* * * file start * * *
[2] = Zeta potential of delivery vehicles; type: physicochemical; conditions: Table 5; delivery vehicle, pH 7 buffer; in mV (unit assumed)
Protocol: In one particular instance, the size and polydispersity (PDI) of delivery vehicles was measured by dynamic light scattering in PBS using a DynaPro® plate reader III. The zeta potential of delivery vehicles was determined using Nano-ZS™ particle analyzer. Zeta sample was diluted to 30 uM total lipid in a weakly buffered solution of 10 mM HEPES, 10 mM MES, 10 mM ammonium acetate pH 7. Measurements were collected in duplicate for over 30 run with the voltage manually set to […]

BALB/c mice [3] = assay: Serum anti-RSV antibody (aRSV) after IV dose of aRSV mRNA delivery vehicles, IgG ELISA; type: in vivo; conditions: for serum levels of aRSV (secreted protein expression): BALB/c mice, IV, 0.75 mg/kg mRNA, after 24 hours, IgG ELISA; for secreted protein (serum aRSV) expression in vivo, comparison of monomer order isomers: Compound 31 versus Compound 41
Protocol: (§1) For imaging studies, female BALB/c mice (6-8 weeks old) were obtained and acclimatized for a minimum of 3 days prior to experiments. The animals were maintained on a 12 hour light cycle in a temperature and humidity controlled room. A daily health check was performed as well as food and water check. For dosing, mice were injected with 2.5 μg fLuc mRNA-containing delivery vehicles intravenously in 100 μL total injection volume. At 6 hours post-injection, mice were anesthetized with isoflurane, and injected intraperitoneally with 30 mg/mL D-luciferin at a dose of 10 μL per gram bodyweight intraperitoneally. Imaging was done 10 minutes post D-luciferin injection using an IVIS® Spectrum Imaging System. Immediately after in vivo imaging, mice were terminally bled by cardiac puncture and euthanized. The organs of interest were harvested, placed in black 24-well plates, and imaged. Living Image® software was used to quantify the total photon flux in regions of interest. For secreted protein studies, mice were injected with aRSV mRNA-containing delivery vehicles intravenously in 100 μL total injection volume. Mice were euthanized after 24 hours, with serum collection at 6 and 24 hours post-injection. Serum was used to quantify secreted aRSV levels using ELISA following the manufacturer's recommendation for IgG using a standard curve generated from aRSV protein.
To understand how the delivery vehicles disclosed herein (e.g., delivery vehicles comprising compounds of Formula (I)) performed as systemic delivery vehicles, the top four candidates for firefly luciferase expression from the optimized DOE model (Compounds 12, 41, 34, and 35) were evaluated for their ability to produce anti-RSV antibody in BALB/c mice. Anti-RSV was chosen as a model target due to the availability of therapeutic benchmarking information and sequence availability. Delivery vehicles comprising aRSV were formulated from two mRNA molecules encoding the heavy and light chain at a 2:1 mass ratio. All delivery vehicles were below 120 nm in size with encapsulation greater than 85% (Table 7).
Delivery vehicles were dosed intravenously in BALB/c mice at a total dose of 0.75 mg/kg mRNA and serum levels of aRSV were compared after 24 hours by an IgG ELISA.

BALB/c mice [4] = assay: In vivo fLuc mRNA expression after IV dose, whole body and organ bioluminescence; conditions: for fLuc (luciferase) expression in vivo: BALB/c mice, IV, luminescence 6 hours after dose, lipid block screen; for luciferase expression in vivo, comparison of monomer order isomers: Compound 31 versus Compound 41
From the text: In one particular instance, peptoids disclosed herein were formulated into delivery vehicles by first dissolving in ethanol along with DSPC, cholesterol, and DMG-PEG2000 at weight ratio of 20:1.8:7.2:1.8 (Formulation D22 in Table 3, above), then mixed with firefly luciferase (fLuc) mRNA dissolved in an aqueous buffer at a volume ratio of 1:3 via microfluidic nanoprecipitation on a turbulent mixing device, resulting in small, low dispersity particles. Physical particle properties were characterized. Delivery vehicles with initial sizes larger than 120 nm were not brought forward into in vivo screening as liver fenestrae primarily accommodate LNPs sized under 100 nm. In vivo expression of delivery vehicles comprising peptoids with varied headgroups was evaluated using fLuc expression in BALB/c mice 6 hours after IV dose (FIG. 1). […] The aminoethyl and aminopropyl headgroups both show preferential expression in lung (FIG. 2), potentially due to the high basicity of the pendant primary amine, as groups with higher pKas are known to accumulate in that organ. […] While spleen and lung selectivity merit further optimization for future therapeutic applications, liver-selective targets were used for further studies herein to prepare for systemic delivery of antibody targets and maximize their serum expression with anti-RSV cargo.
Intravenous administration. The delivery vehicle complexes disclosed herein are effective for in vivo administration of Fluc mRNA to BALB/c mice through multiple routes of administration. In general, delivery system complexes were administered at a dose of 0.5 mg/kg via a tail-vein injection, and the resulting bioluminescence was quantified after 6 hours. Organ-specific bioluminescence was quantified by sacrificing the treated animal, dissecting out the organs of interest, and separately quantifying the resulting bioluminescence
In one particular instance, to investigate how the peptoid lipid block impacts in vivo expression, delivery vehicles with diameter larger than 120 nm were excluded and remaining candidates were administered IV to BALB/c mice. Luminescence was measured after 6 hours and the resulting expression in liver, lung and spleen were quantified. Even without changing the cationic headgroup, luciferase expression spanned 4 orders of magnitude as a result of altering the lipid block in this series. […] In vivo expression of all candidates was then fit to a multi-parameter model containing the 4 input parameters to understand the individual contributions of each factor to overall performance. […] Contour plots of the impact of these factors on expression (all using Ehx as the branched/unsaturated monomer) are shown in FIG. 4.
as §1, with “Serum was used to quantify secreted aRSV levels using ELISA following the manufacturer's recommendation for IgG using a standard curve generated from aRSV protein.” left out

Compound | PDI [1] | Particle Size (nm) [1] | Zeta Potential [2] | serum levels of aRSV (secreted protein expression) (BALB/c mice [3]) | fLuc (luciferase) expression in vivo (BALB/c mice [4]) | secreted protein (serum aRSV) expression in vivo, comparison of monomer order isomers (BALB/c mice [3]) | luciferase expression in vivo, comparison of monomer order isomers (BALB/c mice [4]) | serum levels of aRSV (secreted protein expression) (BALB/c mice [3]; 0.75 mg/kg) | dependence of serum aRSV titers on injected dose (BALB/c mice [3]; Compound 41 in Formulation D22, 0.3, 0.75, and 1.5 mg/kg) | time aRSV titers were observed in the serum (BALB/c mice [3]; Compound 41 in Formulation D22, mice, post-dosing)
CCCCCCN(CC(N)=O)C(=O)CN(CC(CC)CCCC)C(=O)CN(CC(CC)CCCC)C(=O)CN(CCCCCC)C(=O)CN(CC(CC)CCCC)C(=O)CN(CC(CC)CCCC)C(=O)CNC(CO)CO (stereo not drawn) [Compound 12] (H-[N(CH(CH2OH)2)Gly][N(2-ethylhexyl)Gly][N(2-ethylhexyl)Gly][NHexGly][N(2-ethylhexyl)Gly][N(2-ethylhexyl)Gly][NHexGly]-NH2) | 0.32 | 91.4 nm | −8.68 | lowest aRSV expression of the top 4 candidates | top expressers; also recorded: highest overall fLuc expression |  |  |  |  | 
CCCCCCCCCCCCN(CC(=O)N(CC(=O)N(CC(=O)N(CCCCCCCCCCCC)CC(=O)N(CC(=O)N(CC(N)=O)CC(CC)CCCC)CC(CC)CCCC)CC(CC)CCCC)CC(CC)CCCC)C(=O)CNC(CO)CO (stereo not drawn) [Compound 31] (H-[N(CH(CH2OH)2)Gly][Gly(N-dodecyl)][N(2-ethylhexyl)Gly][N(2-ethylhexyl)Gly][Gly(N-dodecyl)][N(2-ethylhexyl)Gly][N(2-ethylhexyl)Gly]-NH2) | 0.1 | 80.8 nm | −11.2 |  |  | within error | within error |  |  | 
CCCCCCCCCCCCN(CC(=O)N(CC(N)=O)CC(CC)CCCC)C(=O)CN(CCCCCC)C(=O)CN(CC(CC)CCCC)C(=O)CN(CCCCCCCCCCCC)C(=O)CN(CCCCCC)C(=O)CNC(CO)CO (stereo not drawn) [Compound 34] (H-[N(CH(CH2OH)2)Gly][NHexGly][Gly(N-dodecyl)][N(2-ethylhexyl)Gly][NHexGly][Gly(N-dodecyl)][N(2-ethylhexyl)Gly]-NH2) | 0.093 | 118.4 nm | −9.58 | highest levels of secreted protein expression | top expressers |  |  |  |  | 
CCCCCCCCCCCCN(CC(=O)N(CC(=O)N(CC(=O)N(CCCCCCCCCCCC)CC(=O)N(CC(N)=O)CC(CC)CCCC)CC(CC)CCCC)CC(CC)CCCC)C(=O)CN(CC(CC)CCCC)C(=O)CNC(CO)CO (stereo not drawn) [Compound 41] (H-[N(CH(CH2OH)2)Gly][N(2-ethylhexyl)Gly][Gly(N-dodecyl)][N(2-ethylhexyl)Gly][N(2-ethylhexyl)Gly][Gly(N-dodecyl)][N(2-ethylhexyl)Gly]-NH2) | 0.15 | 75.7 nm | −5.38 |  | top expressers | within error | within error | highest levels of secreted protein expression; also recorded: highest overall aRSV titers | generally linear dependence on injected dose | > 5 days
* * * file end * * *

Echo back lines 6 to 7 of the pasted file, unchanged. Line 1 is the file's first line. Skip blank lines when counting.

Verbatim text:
Delivery vehicles were dosed intravenously in BALB/c mice at a total dose of 0.75 mg/kg mRNA and serum levels of aRSV were compared after 24 hours by an IgG ELISA.

BALB/c mice [4] = assay: In vivo fLuc mRNA expression after IV dose, whole body and organ bioluminescence; conditions: for fLuc (luciferase) expression in vivo: BALB/c mice, IV, luminescence 6 hours after dose, lipid block screen; for luciferase expression in vivo, comparison of monomer order isomers: Compound 31 versus Compound 41